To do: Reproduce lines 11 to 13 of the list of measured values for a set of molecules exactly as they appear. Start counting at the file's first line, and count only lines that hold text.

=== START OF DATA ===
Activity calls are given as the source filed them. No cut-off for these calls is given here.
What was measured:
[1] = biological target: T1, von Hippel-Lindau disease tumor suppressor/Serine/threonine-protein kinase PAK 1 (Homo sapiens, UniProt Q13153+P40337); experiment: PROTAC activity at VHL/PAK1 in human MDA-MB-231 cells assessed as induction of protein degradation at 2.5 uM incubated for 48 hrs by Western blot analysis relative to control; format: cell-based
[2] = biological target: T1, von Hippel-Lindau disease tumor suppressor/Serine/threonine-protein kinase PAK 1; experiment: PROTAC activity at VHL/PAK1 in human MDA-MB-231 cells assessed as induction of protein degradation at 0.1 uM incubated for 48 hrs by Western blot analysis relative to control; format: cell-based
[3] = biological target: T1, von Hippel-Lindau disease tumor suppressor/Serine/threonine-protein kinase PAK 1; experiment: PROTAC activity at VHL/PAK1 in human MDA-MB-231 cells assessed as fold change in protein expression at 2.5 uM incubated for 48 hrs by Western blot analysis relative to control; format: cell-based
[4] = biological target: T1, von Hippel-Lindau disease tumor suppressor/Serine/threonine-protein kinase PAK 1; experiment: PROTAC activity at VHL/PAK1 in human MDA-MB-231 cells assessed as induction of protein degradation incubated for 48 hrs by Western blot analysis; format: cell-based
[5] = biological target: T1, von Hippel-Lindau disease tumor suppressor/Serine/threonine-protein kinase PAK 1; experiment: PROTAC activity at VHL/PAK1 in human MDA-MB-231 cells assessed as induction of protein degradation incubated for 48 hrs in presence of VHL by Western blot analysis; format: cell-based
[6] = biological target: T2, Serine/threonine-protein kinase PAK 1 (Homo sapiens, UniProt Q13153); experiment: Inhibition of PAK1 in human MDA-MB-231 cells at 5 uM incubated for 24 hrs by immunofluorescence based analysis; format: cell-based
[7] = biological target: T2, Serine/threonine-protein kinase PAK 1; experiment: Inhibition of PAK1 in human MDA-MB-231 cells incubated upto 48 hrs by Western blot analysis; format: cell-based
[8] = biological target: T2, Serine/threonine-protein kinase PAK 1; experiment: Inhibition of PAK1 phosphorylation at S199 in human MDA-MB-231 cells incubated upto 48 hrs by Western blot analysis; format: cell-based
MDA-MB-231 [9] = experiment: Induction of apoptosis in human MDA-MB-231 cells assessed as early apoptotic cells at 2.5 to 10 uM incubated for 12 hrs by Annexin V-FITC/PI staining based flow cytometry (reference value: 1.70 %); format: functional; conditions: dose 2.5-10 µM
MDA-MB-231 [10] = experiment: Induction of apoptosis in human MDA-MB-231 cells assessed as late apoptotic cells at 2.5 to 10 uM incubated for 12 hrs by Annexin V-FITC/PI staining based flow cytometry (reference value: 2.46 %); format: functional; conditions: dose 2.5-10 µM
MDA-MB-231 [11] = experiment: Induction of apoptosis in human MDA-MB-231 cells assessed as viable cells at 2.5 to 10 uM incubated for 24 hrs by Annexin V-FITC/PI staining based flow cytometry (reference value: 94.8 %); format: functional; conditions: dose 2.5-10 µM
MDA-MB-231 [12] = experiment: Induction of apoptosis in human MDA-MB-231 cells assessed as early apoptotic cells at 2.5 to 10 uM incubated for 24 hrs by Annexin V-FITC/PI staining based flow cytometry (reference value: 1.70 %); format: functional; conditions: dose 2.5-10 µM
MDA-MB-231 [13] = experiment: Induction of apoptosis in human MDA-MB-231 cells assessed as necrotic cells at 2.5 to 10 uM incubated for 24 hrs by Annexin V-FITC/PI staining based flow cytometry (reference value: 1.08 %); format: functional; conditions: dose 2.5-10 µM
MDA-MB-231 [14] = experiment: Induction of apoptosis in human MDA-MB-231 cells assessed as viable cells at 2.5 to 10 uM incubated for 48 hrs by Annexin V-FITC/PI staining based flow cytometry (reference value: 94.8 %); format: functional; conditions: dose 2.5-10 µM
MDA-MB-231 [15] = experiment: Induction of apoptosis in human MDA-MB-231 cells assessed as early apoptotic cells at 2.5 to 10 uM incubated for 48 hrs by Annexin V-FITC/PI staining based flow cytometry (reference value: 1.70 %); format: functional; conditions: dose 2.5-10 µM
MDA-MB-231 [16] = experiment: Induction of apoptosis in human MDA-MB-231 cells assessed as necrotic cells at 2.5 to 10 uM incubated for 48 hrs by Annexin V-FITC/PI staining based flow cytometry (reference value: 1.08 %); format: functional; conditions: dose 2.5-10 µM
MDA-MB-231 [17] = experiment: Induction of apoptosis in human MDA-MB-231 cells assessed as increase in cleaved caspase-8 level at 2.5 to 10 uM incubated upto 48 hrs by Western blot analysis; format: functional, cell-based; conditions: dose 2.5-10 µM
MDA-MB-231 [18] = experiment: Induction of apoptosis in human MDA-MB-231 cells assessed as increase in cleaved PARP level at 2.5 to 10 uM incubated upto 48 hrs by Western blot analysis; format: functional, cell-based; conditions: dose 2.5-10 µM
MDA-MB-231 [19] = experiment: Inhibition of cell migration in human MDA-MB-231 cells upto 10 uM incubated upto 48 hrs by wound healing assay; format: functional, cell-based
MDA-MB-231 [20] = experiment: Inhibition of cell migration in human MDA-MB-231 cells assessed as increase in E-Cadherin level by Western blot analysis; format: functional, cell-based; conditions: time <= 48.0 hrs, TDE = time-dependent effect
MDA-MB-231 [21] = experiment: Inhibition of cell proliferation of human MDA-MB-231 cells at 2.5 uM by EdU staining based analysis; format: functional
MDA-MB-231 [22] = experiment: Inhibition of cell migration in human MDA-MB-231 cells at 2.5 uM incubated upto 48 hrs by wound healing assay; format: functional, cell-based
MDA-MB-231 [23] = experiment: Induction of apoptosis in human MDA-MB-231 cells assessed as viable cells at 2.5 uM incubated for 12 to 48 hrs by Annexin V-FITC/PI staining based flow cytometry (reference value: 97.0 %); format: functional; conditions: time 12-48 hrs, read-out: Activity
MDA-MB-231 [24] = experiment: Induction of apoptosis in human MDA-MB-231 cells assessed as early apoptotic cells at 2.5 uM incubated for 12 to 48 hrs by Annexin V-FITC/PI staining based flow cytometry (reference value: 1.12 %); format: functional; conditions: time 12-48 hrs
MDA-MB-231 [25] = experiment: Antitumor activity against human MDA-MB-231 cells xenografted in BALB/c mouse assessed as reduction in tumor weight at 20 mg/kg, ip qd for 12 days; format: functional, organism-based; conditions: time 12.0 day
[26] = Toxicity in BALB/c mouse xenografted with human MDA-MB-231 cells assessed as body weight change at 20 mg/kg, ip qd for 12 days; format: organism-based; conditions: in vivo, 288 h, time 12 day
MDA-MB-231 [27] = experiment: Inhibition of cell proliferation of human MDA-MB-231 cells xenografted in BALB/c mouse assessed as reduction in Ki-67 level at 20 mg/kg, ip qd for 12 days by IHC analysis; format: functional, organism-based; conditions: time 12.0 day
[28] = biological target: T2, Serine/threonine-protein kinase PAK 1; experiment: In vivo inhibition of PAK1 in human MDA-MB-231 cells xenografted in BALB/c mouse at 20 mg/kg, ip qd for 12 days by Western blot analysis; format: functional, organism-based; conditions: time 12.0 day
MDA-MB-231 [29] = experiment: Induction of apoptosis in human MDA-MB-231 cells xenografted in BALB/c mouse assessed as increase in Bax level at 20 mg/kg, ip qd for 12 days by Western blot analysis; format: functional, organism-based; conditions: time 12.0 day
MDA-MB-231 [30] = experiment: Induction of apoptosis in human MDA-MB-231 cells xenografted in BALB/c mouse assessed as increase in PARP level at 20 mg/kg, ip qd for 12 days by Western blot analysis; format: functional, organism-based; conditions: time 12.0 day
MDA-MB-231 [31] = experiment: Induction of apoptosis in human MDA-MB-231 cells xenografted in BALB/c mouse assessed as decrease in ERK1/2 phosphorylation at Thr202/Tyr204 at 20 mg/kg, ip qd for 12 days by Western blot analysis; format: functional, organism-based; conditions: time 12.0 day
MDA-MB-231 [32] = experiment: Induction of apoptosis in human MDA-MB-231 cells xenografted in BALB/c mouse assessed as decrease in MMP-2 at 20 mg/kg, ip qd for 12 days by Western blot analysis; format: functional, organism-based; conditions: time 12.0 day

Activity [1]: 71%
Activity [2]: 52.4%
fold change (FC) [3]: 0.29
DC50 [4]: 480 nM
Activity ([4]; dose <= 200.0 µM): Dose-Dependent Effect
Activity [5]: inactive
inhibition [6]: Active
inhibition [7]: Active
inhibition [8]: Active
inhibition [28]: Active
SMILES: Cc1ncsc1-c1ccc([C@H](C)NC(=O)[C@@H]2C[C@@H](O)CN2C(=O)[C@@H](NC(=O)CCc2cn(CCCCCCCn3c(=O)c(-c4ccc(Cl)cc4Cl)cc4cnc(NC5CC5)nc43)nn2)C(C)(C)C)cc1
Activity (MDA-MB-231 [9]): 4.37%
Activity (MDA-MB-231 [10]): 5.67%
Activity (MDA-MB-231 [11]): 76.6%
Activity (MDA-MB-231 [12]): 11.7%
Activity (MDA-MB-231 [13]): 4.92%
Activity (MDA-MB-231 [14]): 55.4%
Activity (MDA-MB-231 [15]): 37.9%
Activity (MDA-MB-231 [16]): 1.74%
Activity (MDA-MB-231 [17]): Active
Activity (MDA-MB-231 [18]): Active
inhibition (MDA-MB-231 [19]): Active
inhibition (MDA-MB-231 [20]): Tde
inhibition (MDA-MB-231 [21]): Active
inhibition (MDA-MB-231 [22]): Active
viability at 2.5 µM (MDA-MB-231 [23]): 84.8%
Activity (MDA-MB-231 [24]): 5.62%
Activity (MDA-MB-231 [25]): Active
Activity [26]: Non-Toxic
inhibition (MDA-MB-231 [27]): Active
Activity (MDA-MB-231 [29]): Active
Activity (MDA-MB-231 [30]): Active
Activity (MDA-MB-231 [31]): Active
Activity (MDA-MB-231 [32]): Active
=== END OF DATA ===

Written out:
MDA-MB-231 [9] = experiment: Induction of apoptosis in human MDA-MB-231 cells assessed as early apoptotic cells at 2.5 to 10 uM incubated for 12 hrs by Annexin V-FITC/PI staining based flow cytometry (reference value: 1.70 %); format: functional; conditions: dose 2.5-10 µM
MDA-MB-231 [10] = experiment: Induction of apoptosis in human MDA-MB-231 cells assessed as late apoptotic cells at 2.5 to 10 uM incubated for 12 hrs by Annexin V-FITC/PI staining based flow cytometry (reference value: 2.46 %); format: functional; conditions: dose 2.5-10 µM
MDA-MB-231 [11] = experiment: Induction of apoptosis in human MDA-MB-231 cells assessed as viable cells at 2.5 to 10 uM incubated for 24 hrs by Annexin V-FITC/PI staining based flow cytometry (reference value: 94.8 %); format: functional; conditions: dose 2.5-10 µM